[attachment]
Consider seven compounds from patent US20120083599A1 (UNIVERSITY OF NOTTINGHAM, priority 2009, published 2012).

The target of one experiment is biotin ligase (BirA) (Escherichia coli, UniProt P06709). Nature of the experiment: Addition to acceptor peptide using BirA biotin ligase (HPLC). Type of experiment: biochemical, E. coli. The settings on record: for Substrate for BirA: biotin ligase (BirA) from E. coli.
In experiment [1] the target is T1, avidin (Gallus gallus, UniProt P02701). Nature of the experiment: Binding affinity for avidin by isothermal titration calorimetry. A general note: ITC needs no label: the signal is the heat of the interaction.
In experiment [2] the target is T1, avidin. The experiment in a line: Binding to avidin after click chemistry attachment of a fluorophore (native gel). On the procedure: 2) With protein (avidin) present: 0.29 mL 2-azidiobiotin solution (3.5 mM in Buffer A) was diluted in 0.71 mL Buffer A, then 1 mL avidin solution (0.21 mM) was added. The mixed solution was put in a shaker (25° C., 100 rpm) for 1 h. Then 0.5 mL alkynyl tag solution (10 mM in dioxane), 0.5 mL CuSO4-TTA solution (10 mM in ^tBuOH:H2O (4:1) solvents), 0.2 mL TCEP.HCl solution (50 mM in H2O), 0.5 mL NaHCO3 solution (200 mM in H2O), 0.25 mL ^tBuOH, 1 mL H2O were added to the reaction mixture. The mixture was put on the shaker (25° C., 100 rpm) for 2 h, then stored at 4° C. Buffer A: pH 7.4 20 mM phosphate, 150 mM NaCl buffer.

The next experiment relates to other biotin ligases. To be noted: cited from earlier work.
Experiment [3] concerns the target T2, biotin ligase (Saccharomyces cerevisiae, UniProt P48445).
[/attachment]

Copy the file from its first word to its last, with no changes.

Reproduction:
Consider seven compounds from patent US20120083599A1 (UNIVERSITY OF NOTTINGHAM, priority 2009, published 2012).

The target of one experiment is biotin ligase (BirA) (Escherichia coli, UniProt P06709). Nature of the experiment: Addition to acceptor peptide using BirA biotin ligase (HPLC). Type of experiment: biochemical, E. coli. The settings on record: for Substrate for BirA: biotin ligase (BirA) from E. coli.
In experiment [1] the target is T1, avidin (Gallus gallus, UniProt P02701). Nature of the experiment: Binding affinity for avidin by isothermal titration calorimetry. A general note: ITC needs no label: the signal is the heat of the interaction.
In experiment [2] the target is T1, avidin. The experiment in a line: Binding to avidin after click chemistry attachment of a fluorophore (native gel). On the procedure: 2) With protein (avidin) present: 0.29 mL 2-azidiobiotin solution (3.5 mM in Buffer A) was diluted in 0.71 mL Buffer A, then 1 mL avidin solution (0.21 mM) was added. The mixed solution was put in a shaker (25° C., 100 rpm) for 1 h. Then 0.5 mL alkynyl tag solution (10 mM in dioxane), 0.5 mL CuSO4-TTA solution (10 mM in ^tBuOH:H2O (4:1) solvents), 0.2 mL TCEP.HCl solution (50 mM in H2O), 0.5 mL NaHCO3 solution (200 mM in H2O), 0.25 mL ^tBuOH, 1 mL H2O were added to the reaction mixture. The mixture was put on the shaker (25° C., 100 rpm) for 2 h, then stored at 4° C. Buffer A: pH 7.4 20 mM phosphate, 150 mM NaCl buffer.

The next experiment relates to other biotin ligases. To be noted: cited from earlier work.
Experiment [3] concerns the target T2, biotin ligase (Saccharomyces cerevisiae, UniProt P48445).